The Buddhabrot fractal is related to the Mandelbrot set: for each
point \(c\) that is **not** in the Mandelbrot set, plot
all its iterates \(z_m\) where \(z_0 = 0\) and \(z_{n+1} = z_n^2 + c\).
The anti-Buddhabrot flips this, plotting all the iterates for points
that **are** in the Mandelbrot set. For the Buddhabrot,
the points not in the Mandelbrot set will escape to \(\infty\), so we
know when to stop iterating. Points in the interior don't escape, but
almost all converge to a periodic cycle. In the limit of plotting a
very large number of iterations, the iterates in these cycles will
strongly dominate due to the periodic repetition, such that the earlier
iterates will be invisible. Define the **ultimate**
anti-Buddhabrot to be the iterate plots of these limit cycles.

Now, a point \(z_c\) in the limit cycle for \(c\) of period \(p\)
satisfies \( F^p(z_c, c) = z_c \). There will be \(p\) different
\(z_c\) for each \(c\), but we just need one, and we can find it
numerically using Newton's method. Given an arbitrary \(c\) we need
to find its period first, which we can do by checking the interior
distance estimate for each **partial**. Define a partial
as a \(q\) such that \(|z_q| \lt |z_m|, 1 \le m \lt q\). If the interior
distance for \(c\) is negative, then \(c\) is not inside a component
of the Mandelbrot set of that period. Once we have \(z_c\), we can
plot the \(p\) iterates in the cycle.

Buddhabrot colouring commonly uses several monochrome image planes with different iteration limits, brighter where more iterates hit each pixel, which are combined into a colour image. With the ultimate anti-Buddhabrot, we can accumulate a colour image: each period is associated to an RGB value, and we can plot RGBA pixels (with A set to 1) with additive blending. The final A channel indicates how many iterates hit the pixel, but we also have the accumulated colours that can show which periods were involved. Post-processing the high dynamic range accumulation buffer to bring it down to something that can be displayed on a screen can bring out more of the details.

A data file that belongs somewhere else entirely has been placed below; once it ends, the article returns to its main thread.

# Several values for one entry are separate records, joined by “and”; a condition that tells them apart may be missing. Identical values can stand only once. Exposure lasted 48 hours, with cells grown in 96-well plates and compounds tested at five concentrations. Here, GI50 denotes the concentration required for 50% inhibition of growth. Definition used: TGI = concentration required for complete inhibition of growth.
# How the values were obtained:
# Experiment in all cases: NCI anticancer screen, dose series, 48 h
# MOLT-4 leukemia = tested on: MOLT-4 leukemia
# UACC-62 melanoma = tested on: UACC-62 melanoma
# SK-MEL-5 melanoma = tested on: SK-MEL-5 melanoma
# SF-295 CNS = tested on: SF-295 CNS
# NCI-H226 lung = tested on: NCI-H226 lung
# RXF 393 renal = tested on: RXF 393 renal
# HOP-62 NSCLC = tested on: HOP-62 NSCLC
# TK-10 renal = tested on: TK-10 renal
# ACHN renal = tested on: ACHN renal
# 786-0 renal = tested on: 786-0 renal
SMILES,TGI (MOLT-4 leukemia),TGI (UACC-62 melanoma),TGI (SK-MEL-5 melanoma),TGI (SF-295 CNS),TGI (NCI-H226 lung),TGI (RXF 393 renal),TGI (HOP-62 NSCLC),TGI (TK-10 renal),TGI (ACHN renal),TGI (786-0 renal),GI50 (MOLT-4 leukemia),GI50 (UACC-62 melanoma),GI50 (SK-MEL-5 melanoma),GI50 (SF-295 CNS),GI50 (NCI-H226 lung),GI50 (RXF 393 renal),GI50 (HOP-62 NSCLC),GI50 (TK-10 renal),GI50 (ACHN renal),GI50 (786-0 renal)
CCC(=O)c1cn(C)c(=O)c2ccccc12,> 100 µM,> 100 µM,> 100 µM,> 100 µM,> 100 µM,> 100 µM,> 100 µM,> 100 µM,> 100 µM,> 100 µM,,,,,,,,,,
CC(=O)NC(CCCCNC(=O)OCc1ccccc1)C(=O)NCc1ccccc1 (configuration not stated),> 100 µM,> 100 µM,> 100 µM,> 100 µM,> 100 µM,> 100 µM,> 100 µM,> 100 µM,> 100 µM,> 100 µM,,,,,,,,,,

Calculation can be sped up using recursive subdivision. The root of the recursion passes over the Mandelbrot set parameter plane. There are a few different cases that can occur at each point:

- exterior
- Compute the exterior distance estimate: if it's so large that all of the subdivided child pixels would be exterior, bail out now, otherwise subdivide and recurse without plotting iterates.
- interior
- If the interior distance is so large that all of the subdivided child pixels would be interior to the same component, subdivide and recurse with the now-known period, otherwise recurse with the general method described above; plot the iterates in both cases.
- unknown
- If the iteration limit is reached, bail out without recursing.

The key speedup is switching to a simpler algorithm that just calculates \(z_c\) and plots the iterates with a known period. Another optimisation exploits the symmetry of the Mandelbrot set about the real axis. Finally it's possible to parallelize using OpenMP, with atomic pragmas to avoid race conditions when accumulating pixels.

Source code in C99: Ultimate Anti-Buddhabrot reference implementation. Runtime just under 20mins on a 3GHz quadcore CPU.